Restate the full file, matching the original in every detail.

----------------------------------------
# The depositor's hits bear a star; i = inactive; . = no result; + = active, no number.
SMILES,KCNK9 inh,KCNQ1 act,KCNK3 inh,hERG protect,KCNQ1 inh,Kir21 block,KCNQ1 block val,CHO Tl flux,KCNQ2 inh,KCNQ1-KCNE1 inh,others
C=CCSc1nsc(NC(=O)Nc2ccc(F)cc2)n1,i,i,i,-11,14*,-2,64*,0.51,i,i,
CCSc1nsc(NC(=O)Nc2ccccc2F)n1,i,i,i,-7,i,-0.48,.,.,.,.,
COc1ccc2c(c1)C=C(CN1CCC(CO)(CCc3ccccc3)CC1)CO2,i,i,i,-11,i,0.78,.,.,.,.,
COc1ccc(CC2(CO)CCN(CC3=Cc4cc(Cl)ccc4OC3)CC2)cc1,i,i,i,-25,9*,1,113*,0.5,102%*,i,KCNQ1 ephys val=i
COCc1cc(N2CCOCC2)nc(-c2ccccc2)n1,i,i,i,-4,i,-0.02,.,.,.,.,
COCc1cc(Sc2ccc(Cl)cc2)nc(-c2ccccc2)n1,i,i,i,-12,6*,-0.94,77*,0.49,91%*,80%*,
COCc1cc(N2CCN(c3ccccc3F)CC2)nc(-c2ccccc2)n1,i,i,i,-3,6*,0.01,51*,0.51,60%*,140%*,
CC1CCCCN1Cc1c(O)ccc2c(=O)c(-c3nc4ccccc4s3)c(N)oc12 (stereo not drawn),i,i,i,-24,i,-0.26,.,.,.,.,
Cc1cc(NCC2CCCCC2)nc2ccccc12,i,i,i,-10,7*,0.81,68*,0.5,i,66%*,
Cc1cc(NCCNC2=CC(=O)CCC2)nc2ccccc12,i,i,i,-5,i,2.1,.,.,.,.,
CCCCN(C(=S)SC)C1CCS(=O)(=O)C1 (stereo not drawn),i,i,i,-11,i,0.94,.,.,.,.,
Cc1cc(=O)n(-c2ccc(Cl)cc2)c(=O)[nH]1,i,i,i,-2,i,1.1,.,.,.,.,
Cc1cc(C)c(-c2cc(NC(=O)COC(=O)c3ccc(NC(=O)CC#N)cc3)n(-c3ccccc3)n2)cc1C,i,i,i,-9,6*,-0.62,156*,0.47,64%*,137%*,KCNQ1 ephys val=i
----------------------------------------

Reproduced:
# The depositor's hits bear a star; i = inactive; . = no result; + = active, no number.
SMILES,KCNK9 inh,KCNQ1 act,KCNK3 inh,hERG protect,KCNQ1 inh,Kir21 block,KCNQ1 block val,CHO Tl flux,KCNQ2 inh,KCNQ1-KCNE1 inh,others
C=CCSc1nsc(NC(=O)Nc2ccc(F)cc2)n1,i,i,i,-11,14*,-2,64*,0.51,i,i,
CCSc1nsc(NC(=O)Nc2ccccc2F)n1,i,i,i,-7,i,-0.48,.,.,.,.,
COc1ccc2c(c1)C=C(CN1CCC(CO)(CCc3ccccc3)CC1)CO2,i,i,i,-11,i,0.78,.,.,.,.,
COc1ccc(CC2(CO)CCN(CC3=Cc4cc(Cl)ccc4OC3)CC2)cc1,i,i,i,-25,9*,1,113*,0.5,102%*,i,KCNQ1 ephys val=i
COCc1cc(N2CCOCC2)nc(-c2ccccc2)n1,i,i,i,-4,i,-0.02,.,.,.,.,
COCc1cc(Sc2ccc(Cl)cc2)nc(-c2ccccc2)n1,i,i,i,-12,6*,-0.94,77*,0.49,91%*,80%*,
COCc1cc(N2CCN(c3ccccc3F)CC2)nc(-c2ccccc2)n1,i,i,i,-3,6*,0.01,51*,0.51,60%*,140%*,
CC1CCCCN1Cc1c(O)ccc2c(=O)c(-c3nc4ccccc4s3)c(N)oc12 (stereo not drawn),i,i,i,-24,i,-0.26,.,.,.,.,
Cc1cc(NCC2CCCCC2)nc2ccccc12,i,i,i,-10,7*,0.81,68*,0.5,i,66%*,
Cc1cc(NCCNC2=CC(=O)CCC2)nc2ccccc12,i,i,i,-5,i,2.1,.,.,.,.,
CCCCN(C(=S)SC)C1CCS(=O)(=O)C1 (stereo not drawn),i,i,i,-11,i,0.94,.,.,.,.,
Cc1cc(=O)n(-c2ccc(Cl)cc2)c(=O)[nH]1,i,i,i,-2,i,1.1,.,.,.,.,
Cc1cc(C)c(-c2cc(NC(=O)COC(=O)c3ccc(NC(=O)CC#N)cc3)n(-c3ccccc3)n2)cc1C,i,i,i,-9,6*,-0.62,156*,0.47,64%*,137%*,KCNQ1 ephys val=i